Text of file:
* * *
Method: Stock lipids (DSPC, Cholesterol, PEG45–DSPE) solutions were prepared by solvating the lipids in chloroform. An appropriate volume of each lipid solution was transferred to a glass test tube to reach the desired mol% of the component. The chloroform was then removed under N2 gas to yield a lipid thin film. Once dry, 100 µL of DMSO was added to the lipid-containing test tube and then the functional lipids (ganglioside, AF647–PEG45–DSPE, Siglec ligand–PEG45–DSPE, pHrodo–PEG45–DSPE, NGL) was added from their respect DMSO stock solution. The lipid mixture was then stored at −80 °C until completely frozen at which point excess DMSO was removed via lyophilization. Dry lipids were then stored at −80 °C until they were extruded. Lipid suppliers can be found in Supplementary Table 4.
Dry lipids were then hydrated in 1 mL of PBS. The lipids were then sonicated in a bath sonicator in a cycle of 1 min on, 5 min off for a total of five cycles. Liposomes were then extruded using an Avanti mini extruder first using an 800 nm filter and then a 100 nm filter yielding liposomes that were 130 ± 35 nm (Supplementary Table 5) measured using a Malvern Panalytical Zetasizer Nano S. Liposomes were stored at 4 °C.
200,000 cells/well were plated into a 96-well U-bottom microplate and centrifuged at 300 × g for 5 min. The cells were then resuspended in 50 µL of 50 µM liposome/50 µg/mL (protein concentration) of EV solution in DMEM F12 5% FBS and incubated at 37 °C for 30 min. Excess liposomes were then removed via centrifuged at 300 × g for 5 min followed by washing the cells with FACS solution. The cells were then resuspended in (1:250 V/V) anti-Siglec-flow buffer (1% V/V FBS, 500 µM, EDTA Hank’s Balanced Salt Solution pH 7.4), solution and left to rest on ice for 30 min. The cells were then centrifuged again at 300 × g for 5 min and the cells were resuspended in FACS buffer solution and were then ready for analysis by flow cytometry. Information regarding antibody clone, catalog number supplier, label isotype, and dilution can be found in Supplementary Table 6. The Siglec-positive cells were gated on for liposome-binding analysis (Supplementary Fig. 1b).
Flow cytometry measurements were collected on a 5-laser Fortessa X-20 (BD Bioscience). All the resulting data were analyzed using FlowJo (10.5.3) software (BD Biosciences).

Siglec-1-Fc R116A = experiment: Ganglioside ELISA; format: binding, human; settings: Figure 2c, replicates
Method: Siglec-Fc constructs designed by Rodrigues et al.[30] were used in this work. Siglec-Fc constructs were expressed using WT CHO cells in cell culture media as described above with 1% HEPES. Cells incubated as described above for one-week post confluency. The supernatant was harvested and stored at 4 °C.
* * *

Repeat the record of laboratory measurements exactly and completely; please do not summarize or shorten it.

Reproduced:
Method: Stock lipids (DSPC, Cholesterol, PEG45–DSPE) solutions were prepared by solvating the lipids in chloroform. An appropriate volume of each lipid solution was transferred to a glass test tube to reach the desired mol% of the component. The chloroform was then removed under N2 gas to yield a lipid thin film. Once dry, 100 µL of DMSO was added to the lipid-containing test tube and then the functional lipids (ganglioside, AF647–PEG45–DSPE, Siglec ligand–PEG45–DSPE, pHrodo–PEG45–DSPE, NGL) was added from their respect DMSO stock solution. The lipid mixture was then stored at −80 °C until completely frozen at which point excess DMSO was removed via lyophilization. Dry lipids were then stored at −80 °C until they were extruded. Lipid suppliers can be found in Supplementary Table 4.
Dry lipids were then hydrated in 1 mL of PBS. The lipids were then sonicated in a bath sonicator in a cycle of 1 min on, 5 min off for a total of five cycles. Liposomes were then extruded using an Avanti mini extruder first using an 800 nm filter and then a 100 nm filter yielding liposomes that were 130 ± 35 nm (Supplementary Table 5) measured using a Malvern Panalytical Zetasizer Nano S. Liposomes were stored at 4 °C.
200,000 cells/well were plated into a 96-well U-bottom microplate and centrifuged at 300 × g for 5 min. The cells were then resuspended in 50 µL of 50 µM liposome/50 µg/mL (protein concentration) of EV solution in DMEM F12 5% FBS and incubated at 37 °C for 30 min. Excess liposomes were then removed via centrifuged at 300 × g for 5 min followed by washing the cells with FACS solution. The cells were then resuspended in (1:250 V/V) anti-Siglec-flow buffer (1% V/V FBS, 500 µM, EDTA Hank’s Balanced Salt Solution pH 7.4), solution and left to rest on ice for 30 min. The cells were then centrifuged again at 300 × g for 5 min and the cells were resuspended in FACS buffer solution and were then ready for analysis by flow cytometry. Information regarding antibody clone, catalog number supplier, label isotype, and dilution can be found in Supplementary Table 6. The Siglec-positive cells were gated on for liposome-binding analysis (Supplementary Fig. 1b).
Flow cytometry measurements were collected on a 5-laser Fortessa X-20 (BD Bioscience). All the resulting data were analyzed using FlowJo (10.5.3) software (BD Biosciences).

Siglec-1-Fc R116A = experiment: Ganglioside ELISA; format: binding, human; settings: Figure 2c, replicates
Method: Siglec-Fc constructs designed by Rodrigues et al.[30] were used in this work. Siglec-Fc constructs were expressed using WT CHO cells in cell culture media as described above with 1% HEPES. Cells incubated as described above for one-week post confluency. The supernatant was harvested and stored at 4 °C.